He might not see it this way, but to scores of devoted customers, Jesse Griffiths is the moral compass of our local culinary scene. He founded his business on the simple principal that one could eat well--feast, even--on foods sourced solely from our own foodshed. This hardly seems groundbreaking now, but that's due in large part to Jesse's own tireless work educating and inspiring us with supper club dinners, cooking classes, guided hunting and fishing excursions, and expertly cut local, pastured meats and handmade pantry items from his Dai Due Butcher Shop line. For years, Dai Due lived a pop-up life, with dinners held on farms and butcher's cuts and brunch offered at the farmers' market. Now Dai Due has a home in the Cherrywood neighborhood, in a spiffy, new, stylish space with a crackling hearth and a gleaming butcher case. How happy this makes us--because, for years now, Jesse has fed us well, but even more than that, he has reminded us of the richness of our own community, inspiring us to notice how delicious our very own corner of the world can be.
Read on for Jesse's favorite cuts from the butcher case for cozy winter dinners and a recipe for one of our own favorites--chicken braised in milk.
Jesse's favorite cuts for winter:
Venison neck - I like to braise with onions, beets, bay leaves and orange zest in a mix of coffee and stock. Serve with mashed potatoes or sweet potatoes.
Pork stew - great browned, then braised in stock with green chilies, garlic and onion. Add winter squash like acorn or butternut, and serve with rice.
Venison shanks - nice browned and braised in a tomato sauce, or cooked in a crock pot with cumin, cloves, chilies, cinnamon and lime to make barbacoa. Shred the meat for tacos, then add hominy or chickpeas to the strained broth for a soup.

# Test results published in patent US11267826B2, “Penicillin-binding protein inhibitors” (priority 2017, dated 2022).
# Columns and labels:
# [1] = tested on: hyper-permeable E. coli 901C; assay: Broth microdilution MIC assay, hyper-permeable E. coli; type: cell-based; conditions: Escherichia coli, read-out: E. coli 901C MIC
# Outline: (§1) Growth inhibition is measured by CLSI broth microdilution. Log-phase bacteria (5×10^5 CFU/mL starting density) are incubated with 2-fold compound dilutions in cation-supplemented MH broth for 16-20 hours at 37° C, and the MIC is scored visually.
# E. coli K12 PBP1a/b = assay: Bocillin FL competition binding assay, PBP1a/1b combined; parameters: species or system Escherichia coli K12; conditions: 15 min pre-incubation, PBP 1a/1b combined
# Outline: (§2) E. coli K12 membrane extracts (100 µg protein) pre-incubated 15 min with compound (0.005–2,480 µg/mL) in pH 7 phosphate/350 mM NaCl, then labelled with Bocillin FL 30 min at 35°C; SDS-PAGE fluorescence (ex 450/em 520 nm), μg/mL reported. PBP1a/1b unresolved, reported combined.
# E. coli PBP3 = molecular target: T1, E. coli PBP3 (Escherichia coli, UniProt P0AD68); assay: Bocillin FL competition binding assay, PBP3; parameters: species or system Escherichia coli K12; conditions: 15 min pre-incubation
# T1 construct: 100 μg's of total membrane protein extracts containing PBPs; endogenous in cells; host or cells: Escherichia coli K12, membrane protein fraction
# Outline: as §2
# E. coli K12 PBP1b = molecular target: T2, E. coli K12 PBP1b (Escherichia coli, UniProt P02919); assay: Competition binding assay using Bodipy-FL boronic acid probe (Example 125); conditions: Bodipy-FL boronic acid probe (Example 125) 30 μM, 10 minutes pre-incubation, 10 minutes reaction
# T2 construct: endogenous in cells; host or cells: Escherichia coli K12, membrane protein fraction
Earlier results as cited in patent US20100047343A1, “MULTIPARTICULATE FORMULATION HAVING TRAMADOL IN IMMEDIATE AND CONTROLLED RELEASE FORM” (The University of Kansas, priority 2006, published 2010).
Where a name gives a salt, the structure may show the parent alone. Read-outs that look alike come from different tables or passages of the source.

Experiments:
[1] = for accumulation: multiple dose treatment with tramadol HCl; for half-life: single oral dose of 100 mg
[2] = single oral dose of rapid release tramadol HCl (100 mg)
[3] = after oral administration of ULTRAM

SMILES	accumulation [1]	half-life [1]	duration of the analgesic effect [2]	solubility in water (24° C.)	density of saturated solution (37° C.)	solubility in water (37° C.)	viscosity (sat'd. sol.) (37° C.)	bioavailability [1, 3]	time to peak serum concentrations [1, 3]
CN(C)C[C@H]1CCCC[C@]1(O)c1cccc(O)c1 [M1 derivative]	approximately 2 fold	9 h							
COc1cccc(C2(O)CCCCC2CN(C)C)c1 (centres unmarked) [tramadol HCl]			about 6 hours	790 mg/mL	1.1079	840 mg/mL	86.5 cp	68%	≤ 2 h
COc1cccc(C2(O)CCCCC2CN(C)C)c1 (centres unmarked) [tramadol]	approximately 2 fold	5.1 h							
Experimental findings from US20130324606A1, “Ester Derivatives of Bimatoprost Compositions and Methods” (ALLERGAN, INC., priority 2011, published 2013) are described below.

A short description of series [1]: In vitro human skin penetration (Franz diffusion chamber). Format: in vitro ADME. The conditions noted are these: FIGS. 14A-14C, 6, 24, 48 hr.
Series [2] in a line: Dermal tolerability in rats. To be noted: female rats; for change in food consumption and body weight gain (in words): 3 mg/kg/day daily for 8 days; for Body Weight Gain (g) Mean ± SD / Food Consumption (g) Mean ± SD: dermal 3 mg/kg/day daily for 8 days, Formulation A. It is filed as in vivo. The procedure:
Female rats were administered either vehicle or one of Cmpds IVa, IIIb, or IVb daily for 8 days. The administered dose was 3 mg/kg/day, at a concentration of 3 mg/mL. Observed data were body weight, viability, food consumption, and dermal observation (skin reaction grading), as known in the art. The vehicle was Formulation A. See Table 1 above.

Roasting hens - great in the fall because of the vegetables we love to roast underneath them. I love potatoes, Brussels sprouts and winter squash cut into large pieces and tossed with a little olive oil and salt, then roasted in a pan directly under the roasting hen - which we put directly on the oven rack above it - to catch all of the fat rendering from the bird.
Beef short ribs - another great braising cut. I love them Daube-style with red wine, clove, carrot, bay and thyme, cooked in rich stock til tender. Again, mashed potatoes.
And here's an unlikely-sounding recipe I love to cook when winter arrives. Just the thing for cold weather and cozy evenings, a ragtag bunch of ingredients comes together in the most magical way. The lemon zest transforms the milk into a creamy sauce, flavored with rich chicken drippings, peppery notes of spice, and earthy marjoram.
CHICKEN BRAISED IN MILK
3 pound chicken
salt and pepper
2 Tbs olive oil
2 Tbs butter
zest of 2 lemons, removed in large strips
6 cloves garlic, slightly crushed but unpeeled
2 tsp pink peppercorns, slightly crushed
1/2 whole nutmeg
1 bunch marjoram
1 pint whole milk (local, low-temp pasteurized, non-homogenized if you can get it)
Preheat oven to 375. Season the chicken well with salt and pepper. Heat olive oil and butter in a dutch oven over medium high heat until foaming. Brown chicken all over, then remove to a plate and set aside. Pout out all but a teaspoon or two of pan drippings. Return chicken to the pot, then scatter lemon zest, garlic cloves, peppercorns, nutmeg, and a few branches of marjoram around the bird. Carefully pour the milk around the chicken and place in the oven. Cook covered for 20 minutes, then uncover and continue cooking for about 45 minutes to 1 hour, checking for doneness every ten minutes. Slice and pull apart the bird, and serve with milky pan sauce spooned over the top.